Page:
10/22/2015 04:57 EDT | Updated 10/22/2016 05:12 EDT

5 Ways Justin Trudeau's Social Media Game Trumped Other Leaders

While the other candidates primarily focused on personal appearances rather than upping their social media presence, Trudeau mastered both.

Justin Trudeau/Twitter

When the Liberal majority was announced, there were 827 tweets launched into the Twitterverse every minute. Trudeau's official Twitter account captured 60 per cent of all online mentions, with 152,276 people tweeting about the new prime minister. Meanwhile, Facebook profile photos and Instagram posts across the country were updated to selfies with the new elect.

Though it could be attributed to his vision, familial nostalgia, or the country's disdain for Harper, it's not just 184 seats that the Liberal Party won Monday night. When it comes to social media, no one did it better than Justin Trudeau.

Through consistent messaging, creative content, and an authentic voice, our incoming prime minister has one thing in the bag, and that's his social media presence. Here are five ways he was able to set his campaign apart:

1. Video Marketing

Though all of the candidates capitalized on posting videos to Twitter, Trudeau trumped in creativity and messaging. From speeches to cartoons, he catered his videos to each platform, running from a 6-second glimpse to a 30-second piece. Best of all, he made them short and his messaging to the point, prompting quick shares and retweets.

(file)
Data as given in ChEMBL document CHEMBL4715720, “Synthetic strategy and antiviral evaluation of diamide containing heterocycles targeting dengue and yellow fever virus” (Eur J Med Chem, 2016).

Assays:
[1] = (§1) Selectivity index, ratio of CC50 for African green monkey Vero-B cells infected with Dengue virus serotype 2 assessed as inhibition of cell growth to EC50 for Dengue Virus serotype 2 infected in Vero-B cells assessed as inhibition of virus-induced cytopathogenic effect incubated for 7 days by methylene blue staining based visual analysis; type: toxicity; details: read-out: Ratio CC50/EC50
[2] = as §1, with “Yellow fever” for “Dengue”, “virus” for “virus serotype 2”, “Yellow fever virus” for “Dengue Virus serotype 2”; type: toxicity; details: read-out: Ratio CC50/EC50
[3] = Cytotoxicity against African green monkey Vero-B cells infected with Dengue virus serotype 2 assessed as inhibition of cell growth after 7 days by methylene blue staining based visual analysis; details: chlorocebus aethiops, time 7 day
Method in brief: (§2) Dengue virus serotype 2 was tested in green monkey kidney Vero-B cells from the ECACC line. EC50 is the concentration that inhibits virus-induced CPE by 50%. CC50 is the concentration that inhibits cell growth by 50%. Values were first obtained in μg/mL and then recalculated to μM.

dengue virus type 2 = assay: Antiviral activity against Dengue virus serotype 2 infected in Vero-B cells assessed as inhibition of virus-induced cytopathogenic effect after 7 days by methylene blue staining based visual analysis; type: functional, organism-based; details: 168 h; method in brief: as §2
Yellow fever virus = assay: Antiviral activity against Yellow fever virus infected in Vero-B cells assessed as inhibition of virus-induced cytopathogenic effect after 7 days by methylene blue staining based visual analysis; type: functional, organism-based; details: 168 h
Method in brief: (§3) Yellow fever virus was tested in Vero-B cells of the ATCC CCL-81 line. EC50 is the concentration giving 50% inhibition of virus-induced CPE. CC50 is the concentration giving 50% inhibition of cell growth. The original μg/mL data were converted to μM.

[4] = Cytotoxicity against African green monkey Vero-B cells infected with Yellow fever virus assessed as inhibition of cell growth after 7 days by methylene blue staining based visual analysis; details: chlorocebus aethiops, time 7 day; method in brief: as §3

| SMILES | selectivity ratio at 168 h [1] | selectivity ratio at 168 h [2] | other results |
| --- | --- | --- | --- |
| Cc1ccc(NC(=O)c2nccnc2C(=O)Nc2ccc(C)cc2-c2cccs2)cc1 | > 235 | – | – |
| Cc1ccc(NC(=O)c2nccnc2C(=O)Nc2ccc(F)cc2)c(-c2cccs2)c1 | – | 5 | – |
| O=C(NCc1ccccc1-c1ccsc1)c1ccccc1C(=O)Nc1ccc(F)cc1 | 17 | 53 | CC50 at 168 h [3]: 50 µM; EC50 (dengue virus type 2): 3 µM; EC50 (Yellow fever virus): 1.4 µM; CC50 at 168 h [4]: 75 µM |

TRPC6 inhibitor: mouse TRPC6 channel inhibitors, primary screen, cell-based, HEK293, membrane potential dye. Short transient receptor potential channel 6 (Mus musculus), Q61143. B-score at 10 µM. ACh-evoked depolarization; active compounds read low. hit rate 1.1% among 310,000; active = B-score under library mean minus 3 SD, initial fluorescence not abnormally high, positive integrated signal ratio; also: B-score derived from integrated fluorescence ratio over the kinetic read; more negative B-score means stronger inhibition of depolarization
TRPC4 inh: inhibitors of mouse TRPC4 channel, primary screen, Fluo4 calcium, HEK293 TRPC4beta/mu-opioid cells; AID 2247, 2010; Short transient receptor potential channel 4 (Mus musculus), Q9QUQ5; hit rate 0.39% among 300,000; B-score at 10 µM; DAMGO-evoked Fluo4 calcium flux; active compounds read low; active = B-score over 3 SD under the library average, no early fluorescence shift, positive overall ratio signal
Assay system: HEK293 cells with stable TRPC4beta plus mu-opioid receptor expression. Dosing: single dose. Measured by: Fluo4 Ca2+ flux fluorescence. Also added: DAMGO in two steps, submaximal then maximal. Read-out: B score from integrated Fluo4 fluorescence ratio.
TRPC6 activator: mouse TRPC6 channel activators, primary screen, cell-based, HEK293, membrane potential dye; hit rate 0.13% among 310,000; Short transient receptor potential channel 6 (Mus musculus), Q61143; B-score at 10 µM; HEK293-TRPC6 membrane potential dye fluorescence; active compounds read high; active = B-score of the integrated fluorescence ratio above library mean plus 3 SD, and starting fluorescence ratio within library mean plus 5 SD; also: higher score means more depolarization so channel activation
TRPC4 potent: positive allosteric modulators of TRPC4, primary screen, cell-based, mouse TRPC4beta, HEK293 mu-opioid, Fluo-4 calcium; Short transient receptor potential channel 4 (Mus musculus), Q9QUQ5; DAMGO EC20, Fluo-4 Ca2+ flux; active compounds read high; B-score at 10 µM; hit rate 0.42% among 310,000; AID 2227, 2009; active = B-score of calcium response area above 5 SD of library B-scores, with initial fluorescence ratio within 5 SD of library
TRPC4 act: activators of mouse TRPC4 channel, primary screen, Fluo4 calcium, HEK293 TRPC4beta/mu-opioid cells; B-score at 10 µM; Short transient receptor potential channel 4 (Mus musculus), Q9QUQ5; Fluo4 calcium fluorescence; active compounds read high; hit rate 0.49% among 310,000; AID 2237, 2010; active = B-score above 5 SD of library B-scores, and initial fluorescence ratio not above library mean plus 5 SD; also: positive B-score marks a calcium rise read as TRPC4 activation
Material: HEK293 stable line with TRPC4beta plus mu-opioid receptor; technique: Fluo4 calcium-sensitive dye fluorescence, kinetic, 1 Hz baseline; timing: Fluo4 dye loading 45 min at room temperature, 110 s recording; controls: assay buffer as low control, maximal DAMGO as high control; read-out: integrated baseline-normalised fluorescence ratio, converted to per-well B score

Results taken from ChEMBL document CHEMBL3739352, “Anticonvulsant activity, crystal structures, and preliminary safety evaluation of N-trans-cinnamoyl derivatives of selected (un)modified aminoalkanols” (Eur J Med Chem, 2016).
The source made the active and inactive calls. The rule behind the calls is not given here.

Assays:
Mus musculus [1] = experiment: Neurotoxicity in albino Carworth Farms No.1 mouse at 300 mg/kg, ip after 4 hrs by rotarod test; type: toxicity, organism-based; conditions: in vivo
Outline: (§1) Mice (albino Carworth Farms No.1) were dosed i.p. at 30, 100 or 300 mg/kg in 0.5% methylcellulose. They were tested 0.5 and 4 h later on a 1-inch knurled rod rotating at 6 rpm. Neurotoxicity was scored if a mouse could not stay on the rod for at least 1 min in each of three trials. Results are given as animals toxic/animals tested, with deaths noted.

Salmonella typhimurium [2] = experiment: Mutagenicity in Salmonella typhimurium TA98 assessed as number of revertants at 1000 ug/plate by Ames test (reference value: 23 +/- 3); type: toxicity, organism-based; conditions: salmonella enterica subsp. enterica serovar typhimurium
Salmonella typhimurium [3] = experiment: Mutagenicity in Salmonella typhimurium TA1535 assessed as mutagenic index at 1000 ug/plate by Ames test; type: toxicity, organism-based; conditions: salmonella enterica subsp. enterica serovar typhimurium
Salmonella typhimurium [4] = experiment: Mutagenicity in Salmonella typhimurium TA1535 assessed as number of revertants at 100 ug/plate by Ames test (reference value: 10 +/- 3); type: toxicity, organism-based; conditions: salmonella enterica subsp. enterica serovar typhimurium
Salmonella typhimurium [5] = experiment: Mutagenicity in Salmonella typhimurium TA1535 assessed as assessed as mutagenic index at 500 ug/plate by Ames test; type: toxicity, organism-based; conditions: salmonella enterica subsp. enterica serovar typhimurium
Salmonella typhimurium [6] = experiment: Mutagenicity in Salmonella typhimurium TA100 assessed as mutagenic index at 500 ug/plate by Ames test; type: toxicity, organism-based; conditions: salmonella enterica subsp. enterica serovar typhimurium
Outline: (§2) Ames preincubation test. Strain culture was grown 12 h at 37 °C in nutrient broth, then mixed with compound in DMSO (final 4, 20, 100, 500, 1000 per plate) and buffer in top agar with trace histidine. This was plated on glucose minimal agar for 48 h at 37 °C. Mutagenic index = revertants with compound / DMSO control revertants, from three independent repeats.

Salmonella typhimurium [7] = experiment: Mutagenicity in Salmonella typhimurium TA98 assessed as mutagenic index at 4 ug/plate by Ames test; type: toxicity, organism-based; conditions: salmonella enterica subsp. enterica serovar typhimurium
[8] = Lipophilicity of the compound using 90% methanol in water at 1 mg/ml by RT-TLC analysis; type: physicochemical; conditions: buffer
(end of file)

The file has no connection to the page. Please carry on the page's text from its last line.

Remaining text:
2. Connection

Through hashtags like #GenerationTrudeau and #RealChange, Trudeau made audiences feel like they were apart of something, like we are leading the charge together.

He recognized well before these final few months of campaigning that to reach Canadians, he had to get online and connect with them on a deeper level than just press releases and political jargon. That's why in addition to policy posts, the majority of tweets played on the emotional aspect rather than just straight up facts by honing the power of imagery.

3. Humour

His relatable and often satirical online voice (particularly making fun of his hair), and even tweeting about the Blue Jays game the night of the election, reminded Canadians he's "one of us."

4. Family

Trudeau brought people behind the scenes to offer personal and intimate posts by giving audiences a glimpse into his family life. From tweets commemorating his late father's birthday to celebrating his son's eighth, he routed back to that emotional play and positioned himself as caring father, husband, and son.

5. Response

Trudeau's moderators were quick to respond and engage with online audiences, showing they weren't just merely posting, but also listening. The team also posted in both French and English.

While the other candidates primarily focused on personal appearances rather than upping their social media presence, Trudeau mastered both. Perhaps one of the greatest advantages was that he started early.

Over the past three years, he mimicked his social media to that of his campaigning, reaching out and engaging with Canadians on Twitter, Facebook, and Instagram. And it paid off. His 66.3K Instagram followers trumps Stephen Harper's 11.2K and Tom Mulcair's 7,534.

When a party sells branded selfie sticks, you know that the leader is going to bring it on social media. But Trudeau's campaign wasn't just about voting for him, but voting in general. And as a result, turnout was of 68.5 per cent, the highest since 1993.

With reminders like this, it's no wonder the Canadians were out in full force. And thanks to his ability to engage and mobilize voters on every online platform while showing the public a relatable candidate, it translated to his new role as prime mininster. Kudos to you, Trudeau.

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